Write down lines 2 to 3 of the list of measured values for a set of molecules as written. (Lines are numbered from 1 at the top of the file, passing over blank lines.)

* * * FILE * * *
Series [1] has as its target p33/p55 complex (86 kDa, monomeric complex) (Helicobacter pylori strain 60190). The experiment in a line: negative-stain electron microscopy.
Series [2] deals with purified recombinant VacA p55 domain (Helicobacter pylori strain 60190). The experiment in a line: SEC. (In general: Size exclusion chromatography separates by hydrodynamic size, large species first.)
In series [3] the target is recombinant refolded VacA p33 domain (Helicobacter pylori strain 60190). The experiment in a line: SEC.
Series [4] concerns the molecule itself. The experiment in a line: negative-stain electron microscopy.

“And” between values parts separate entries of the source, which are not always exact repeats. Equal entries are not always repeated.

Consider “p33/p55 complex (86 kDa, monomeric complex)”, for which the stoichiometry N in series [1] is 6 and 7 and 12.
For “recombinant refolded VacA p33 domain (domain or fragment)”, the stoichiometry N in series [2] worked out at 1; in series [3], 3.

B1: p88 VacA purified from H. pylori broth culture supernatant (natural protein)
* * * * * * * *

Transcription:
Series [2] deals with purified recombinant VacA p55 domain (Helicobacter pylori strain 60190). The experiment in a line: SEC. (In general: Size exclusion chromatography separates by hydrodynamic size, large species first.)
In series [3] the target is recombinant refolded VacA p33 domain (Helicobacter pylori strain 60190). The experiment in a line: SEC.